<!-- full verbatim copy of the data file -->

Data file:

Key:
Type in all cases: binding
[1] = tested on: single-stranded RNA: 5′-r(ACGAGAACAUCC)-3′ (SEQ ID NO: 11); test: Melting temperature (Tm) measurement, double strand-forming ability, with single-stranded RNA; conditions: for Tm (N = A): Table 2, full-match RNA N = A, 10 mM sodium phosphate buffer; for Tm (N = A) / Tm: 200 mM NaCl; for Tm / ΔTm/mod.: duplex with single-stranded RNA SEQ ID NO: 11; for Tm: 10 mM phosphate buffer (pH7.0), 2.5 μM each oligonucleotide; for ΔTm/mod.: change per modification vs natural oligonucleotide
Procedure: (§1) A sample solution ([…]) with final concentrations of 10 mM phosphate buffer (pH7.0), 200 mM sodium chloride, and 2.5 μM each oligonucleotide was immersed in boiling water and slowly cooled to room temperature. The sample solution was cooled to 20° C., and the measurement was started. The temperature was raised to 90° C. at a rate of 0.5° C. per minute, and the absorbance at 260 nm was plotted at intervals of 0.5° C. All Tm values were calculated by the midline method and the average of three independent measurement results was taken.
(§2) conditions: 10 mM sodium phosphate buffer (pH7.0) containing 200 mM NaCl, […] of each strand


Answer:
Key:
Type in all cases: binding
[1] = tested on: single-stranded RNA: 5′-r(ACGAGAACAUCC)-3′ (SEQ ID NO: 11); test: Melting temperature (Tm) measurement, double strand-forming ability, with single-stranded RNA; conditions: for Tm (N = A): Table 2, full-match RNA N = A, 10 mM sodium phosphate buffer; for Tm (N = A) / Tm: 200 mM NaCl; for Tm / ΔTm/mod.: duplex with single-stranded RNA SEQ ID NO: 11; for Tm: 10 mM phosphate buffer (pH7.0), 2.5 μM each oligonucleotide; for ΔTm/mod.: change per modification vs natural oligonucleotide
Procedure: (§1) A sample solution ([…]) with final concentrations of 10 mM phosphate buffer (pH7.0), 200 mM sodium chloride, and 2.5 μM each oligonucleotide was immersed in boiling water and slowly cooled to room temperature. The sample solution was cooled to 20° C., and the measurement was started. The temperature was raised to 90° C. at a rate of 0.5° C. per minute, and the absorbance at 260 nm was plotted at intervals of 0.5° C. All Tm values were calculated by the midline method and the average of three independent measurement results was taken.
(§2) conditions: 10 mM sodium phosphate buffer (pH7.0) containing 200 mM NaCl, […] of each strand